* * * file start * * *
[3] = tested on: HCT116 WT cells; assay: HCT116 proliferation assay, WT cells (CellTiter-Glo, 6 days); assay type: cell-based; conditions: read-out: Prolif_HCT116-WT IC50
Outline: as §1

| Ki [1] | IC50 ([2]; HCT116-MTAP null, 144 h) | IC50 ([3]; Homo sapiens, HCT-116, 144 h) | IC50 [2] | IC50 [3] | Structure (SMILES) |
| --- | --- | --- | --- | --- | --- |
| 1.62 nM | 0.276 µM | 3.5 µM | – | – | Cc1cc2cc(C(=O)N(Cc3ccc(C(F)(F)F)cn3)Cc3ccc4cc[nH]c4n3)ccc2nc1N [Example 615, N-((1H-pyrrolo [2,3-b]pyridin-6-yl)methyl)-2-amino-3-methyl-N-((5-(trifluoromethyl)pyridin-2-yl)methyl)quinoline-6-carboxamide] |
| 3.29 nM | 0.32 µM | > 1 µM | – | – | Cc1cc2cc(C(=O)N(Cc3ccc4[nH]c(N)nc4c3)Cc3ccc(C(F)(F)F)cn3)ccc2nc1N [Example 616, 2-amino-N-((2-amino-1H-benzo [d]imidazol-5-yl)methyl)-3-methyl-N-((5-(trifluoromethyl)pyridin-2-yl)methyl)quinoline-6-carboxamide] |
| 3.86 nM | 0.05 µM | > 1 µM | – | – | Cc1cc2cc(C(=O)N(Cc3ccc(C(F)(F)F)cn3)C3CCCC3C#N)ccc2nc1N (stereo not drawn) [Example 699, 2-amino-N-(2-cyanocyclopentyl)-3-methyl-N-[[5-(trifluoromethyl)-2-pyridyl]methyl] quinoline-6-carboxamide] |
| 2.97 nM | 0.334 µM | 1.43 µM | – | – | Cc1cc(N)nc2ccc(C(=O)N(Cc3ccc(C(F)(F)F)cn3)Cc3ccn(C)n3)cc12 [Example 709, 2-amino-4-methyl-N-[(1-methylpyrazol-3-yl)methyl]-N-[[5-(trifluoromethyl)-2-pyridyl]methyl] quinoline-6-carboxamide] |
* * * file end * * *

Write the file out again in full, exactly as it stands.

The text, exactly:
[3] = tested on: HCT116 WT cells; assay: HCT116 proliferation assay, WT cells (CellTiter-Glo, 6 days); assay type: cell-based; conditions: read-out: Prolif_HCT116-WT IC50
Outline: as §1

| Ki [1] | IC50 ([2]; HCT116-MTAP null, 144 h) | IC50 ([3]; Homo sapiens, HCT-116, 144 h) | IC50 [2] | IC50 [3] | Structure (SMILES) |
| --- | --- | --- | --- | --- | --- |
| 1.62 nM | 0.276 µM | 3.5 µM | – | – | Cc1cc2cc(C(=O)N(Cc3ccc(C(F)(F)F)cn3)Cc3ccc4cc[nH]c4n3)ccc2nc1N [Example 615, N-((1H-pyrrolo [2,3-b]pyridin-6-yl)methyl)-2-amino-3-methyl-N-((5-(trifluoromethyl)pyridin-2-yl)methyl)quinoline-6-carboxamide] |
| 3.29 nM | 0.32 µM | > 1 µM | – | – | Cc1cc2cc(C(=O)N(Cc3ccc4[nH]c(N)nc4c3)Cc3ccc(C(F)(F)F)cn3)ccc2nc1N [Example 616, 2-amino-N-((2-amino-1H-benzo [d]imidazol-5-yl)methyl)-3-methyl-N-((5-(trifluoromethyl)pyridin-2-yl)methyl)quinoline-6-carboxamide] |
| 3.86 nM | 0.05 µM | > 1 µM | – | – | Cc1cc2cc(C(=O)N(Cc3ccc(C(F)(F)F)cn3)C3CCCC3C#N)ccc2nc1N (stereo not drawn) [Example 699, 2-amino-N-(2-cyanocyclopentyl)-3-methyl-N-[[5-(trifluoromethyl)-2-pyridyl]methyl] quinoline-6-carboxamide] |
| 2.97 nM | 0.334 µM | 1.43 µM | – | – | Cc1cc(N)nc2ccc(C(=O)N(Cc3ccc(C(F)(F)F)cn3)Cc3ccn(C)n3)cc12 [Example 709, 2-amino-4-methyl-N-[(1-methylpyrazol-3-yl)methyl]-N-[[5-(trifluoromethyl)-2-pyridyl]methyl] quinoline-6-carboxamide] |